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The darlings of tech mutual funds

The top three tech mutual fund portfolio managers reveal where they are placing their bets, and which stocks have filled their portfolios.

Dawn Kawamoto Former Staff writer, CNET News
Dawn Kawamoto covered enterprise security and financial news relating to technology for CNET News.
Dawn Kawamoto
4 min read
Every industry has its top dogs, and technology mutual funds are no different.

As the third quarter gets underway, the top three tech mutual fund portfolio managers reveal where they are placing their bets, and which stocks filled their portfolios during the second quarter.

"Business-to-business e-commerce [stocks]

Paul Cook
Paul Cook
is an area people should look into," said Paul Cook, portfolio manager with Munder Capital Management's NetNet Fund, the top-performing tech fund during the second quarter, according to data released this month by mutual fund tracker Morningstar.

Added Cook: "People have confused the Internet as the only place consumer commerce is going on, but business-to-business is larger by a ratio of 3 to 1 and is expected to go to 10 to 1 in a couple of years."

Among the companies in Cook's portfolio is networking company Cisco, which is generating an increasing portion of its revenues from business-to-business e-commerce transactions.

Excitement over the Internet space and e-business was echoed by Walter Price Jr., co-portfolio manager with Dresdner RCM Global Technology Fund, which ranked third among the top-performing tech funds during the second quarter.

Price noted that his fund has an investment in Cambridge Technology Partners, a large consulting and systems integration firm that, among its other offerings, helps companies develop a Web presence.

Walter Price
Walter Price

The optics industry is another area Dresdner considers attractive. The fund, which holds a stake in fiber optic telecommunications equipment maker Uniphase, views the optical transmission of data as a technology that could change the paradigm of electronic transmission, Price said.

The NetNet Fund's Cook said financial transaction companies like Ameritrade, Charles Schwab, and E*Trade are showing signs of doing better this quarter. Such companies are coming off a second quarter during which they didn't perform particularly well, due to investors' concerns that profit margins would get squeezed as pricing competition increased.

Formed in August 1996, The NetNet Fund has approximately $33 million in assets and 50 companies in its holdings. Tech mutual funds chart It focuses on companies that provide online financial transactions, security software, and hardware, or that use the Internet to leverage their business strategies.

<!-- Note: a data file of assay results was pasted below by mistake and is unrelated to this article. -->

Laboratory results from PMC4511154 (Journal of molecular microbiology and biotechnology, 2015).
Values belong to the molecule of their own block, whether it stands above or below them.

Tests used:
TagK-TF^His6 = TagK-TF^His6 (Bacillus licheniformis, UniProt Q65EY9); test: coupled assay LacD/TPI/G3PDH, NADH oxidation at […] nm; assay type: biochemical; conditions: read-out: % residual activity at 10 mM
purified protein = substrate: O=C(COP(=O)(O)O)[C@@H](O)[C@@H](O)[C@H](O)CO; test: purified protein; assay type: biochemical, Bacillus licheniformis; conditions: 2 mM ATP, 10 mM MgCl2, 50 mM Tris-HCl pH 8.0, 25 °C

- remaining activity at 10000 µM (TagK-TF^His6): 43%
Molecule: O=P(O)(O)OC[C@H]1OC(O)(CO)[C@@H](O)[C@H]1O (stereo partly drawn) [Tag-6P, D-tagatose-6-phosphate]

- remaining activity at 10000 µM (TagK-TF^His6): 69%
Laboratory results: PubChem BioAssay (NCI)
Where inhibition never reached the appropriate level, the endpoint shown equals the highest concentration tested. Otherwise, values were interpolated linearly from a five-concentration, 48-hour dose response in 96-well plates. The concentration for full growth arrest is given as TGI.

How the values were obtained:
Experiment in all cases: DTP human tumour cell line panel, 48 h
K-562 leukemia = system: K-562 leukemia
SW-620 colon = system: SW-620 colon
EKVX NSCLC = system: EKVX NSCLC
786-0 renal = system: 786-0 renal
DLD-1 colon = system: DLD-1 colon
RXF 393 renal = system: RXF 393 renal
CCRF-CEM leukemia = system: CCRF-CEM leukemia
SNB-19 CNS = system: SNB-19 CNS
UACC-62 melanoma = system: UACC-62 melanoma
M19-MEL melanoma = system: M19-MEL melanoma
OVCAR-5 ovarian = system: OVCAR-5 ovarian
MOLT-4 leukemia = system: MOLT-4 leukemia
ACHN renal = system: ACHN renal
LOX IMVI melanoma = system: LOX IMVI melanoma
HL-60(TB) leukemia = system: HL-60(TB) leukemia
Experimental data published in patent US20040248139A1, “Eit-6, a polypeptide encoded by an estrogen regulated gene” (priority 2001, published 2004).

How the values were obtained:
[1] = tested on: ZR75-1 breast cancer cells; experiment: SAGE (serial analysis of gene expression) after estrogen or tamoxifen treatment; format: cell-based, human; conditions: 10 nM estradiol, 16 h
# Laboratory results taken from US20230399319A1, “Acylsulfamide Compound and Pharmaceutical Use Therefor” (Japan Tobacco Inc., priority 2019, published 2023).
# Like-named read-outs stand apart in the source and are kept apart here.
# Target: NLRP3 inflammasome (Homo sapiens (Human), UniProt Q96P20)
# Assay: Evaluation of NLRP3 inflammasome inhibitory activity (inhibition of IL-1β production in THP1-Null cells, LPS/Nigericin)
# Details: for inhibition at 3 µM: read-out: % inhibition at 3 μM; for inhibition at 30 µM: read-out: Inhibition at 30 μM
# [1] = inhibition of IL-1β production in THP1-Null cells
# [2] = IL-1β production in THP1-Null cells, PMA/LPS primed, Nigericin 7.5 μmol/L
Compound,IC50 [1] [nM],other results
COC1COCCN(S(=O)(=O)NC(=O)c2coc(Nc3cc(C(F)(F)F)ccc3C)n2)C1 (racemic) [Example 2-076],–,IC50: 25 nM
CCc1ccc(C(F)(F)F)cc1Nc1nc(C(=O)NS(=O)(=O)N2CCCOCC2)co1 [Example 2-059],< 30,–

NetNet's top ten companies for the second quarter included online bookstore Amazon.com, Internet service provider America Online, online brokerage Ameritrade, and Comdial, a computer telephony systems provider.

The fund's winners during the second quarter were portal companies, including AOL, which rose nearly 60 percent during the period, and Amazon.com, which gained more than 150 percent.

Cook noted that Amazon.com's recent expansion into the music business resulted in NetNet selling its entire stake in online music retailer CDnow last May. The fund kept its stake in music site N2K, however, reasoning that the depth of its content will make it a formidable competitor for Amazon.com.

The PIMCO Innovation Fund, which Morningstar ranked second among top performing tech mutual funds,

Anthony Rizza
Anthony Rizza
oversees some $400 million in assets and holds stakes in about 40 companies. Created in December 1994, the fund targets companies with innovative or unique products. This strategy has resulted in about 70 percent to 80 percent of the fund being comprised of technology stocks, said portfolio manager Anthony Rizza.

Stocks in the fund's portfolio during the second quarter included networking company Lucent Technologies, telecommunications software maker Saville Systems, portals America Online and Yahoo, and software giant Microsoft.

"AOL and Yahoo were enormous stocks in the quarter, and they continue to be. Microsoft also continued to be strong," said Rizza. "I think the whole top ten did really well, except for Saville."

Saville's stock, which was flat during the quarter, failed to perform as rumors about a weak financial performance swirled, he said.

Dresdner's technology fund, which ranked third, manages over $10 million in assets and holds roughly 65 stocks.

Huachen Chen
Huachen Chen
Formed in December 1995, the fund invests in the middle to lower end of the large cap stocks in seven broad industries, said portfolio manager Huachen Chen. Those industries include semiconductors, semiconductor equipment makers, optics, Internet, applications software, systems integrators, and wireless communications.

Some of the fund's larger holdings, which account for upward of 3 percent of its total assets, include Internet incubator and investment company CMG Information Services, network security software maker Network Associates, and network data storage device maker Network Appliance, Chen said. He added that the company's investments include stakes in foreign companies as well.

"The biggest challenge for a tech mutual fund manager is what do you do about the component sector. It can be a lousy or great investment," Price said. "A lot of these [component makers] are in Asia and have a low valuation. So it could be a good investment if you have the long view."